Boeing puts ceramic matrix composites engine nozzle through its paces

Boeing has successfully flight tested the world's largest oxide ceramic matrix composite (CMC) structure — an engine nozzle designed to withstand high heat and help reduce engine noise.

Video: Boeing report on testing of oxide CMC engine nozzle.

Boeing reported on Sept. 5 that it successfully flight tested an innovative engine nozzle made of ceramic matrix composites designed to reduce noise, weight and lower fuel use. The ceramic matrix composite (CMC) nozzle went through a series of tests on the ecoDemonstrator 787 Flight Test Airplane, including community noise testing, passing over a large acoustic array in Moses Lake, Wash., USA.

Boeing engineers have been working on the technology over the last five years, so seeing all their hard work come to fruition is a great accomplishment, says Mitch Petervary, the technology’s principal investigator.

“This program began years ago with small samples in labs, and now we have flight tested the largest built oxide CMC structure in the world, and it performed at a very high level,” Petervary says. “Our innovative team has worked so hard to get to this point. Seeing our technology in the sky is remarkable and is a testament to what we can achieve.”

This flight demonstration is part of the five­-year U.S. Federal Aviation Admi. (FAA) Continuous Lower Energy, Emissions and Noise (CLEEN) program. Boeing is one of five industry contractors participating in CLEEN, an open, competitively bid, cost share program focused on speeding up development of new technologies that improve airplane fuel efficiency and decrease emissions and noise.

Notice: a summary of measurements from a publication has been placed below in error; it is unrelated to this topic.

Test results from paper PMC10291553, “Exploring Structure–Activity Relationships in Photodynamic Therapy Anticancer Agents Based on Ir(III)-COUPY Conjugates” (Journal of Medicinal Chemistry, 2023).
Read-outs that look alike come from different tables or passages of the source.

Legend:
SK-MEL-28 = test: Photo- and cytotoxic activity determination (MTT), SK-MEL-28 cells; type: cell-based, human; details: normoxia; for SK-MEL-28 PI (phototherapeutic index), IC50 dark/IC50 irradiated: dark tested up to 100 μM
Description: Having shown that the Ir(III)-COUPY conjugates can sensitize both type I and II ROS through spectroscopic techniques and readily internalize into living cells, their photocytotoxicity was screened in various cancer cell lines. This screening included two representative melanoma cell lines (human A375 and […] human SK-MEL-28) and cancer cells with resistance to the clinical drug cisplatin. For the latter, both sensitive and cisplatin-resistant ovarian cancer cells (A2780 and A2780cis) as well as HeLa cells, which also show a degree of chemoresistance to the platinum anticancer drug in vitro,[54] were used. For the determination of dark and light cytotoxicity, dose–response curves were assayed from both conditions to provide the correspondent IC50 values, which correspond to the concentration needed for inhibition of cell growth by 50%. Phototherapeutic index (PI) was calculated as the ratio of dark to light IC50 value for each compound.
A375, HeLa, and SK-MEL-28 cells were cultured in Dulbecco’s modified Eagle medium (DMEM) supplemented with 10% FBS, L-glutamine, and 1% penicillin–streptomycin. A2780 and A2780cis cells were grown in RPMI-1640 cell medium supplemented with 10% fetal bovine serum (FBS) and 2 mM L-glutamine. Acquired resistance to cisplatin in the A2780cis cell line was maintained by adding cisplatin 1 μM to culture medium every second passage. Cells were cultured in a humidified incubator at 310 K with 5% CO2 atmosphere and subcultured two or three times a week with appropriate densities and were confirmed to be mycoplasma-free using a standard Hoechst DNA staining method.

“The nozzle is a great example of how we develop and mature technology solutions faster. The team performed extremely well, and the testing completed without a hitch,” says Craig Wilsey, Boeing’s CLEEN program manager. “We really moved the needle on a technology that can benefit everyone.”

“The FAA CLEEN Program is very excited to see Boeing’s ceramic matrix composite exhaust nozzle fly,” says Arthur Orton, FAA CLEEN program engineer. “The flight test of the CMC nozzle is a major milestone for this technology. Innovative technologies such as this are needed to help meet FAA’s NextGen environmental goals, and represents excellent progress for the CLEEN Program.”

Modern engines have higher operating temperatures to achieve improved fuel efficiency and reduce emissions. However, these hotter temperatures are pushing the capabilities of current metallic components used. CMC technology is lighter than current metallic components and can last longer at higher temperatures. Special CMC designs are also capable of having acoustic treatments built into them that help make engines quieter, lighter and more efficient. This technology can also enable new, dramatically different engine designs in the future.

Later this summer, the 787 is scheduled to flight test more than 30 additional ecoDemonstrator technologies aimed at improving operational efficiency, reducing fuel use and achieving quieter operation. The ecoDemonstrator program is Boeing’s development and test program that focuses on improving environmental performance by bringing new technologies, materials and methods to implementation faster than ever before.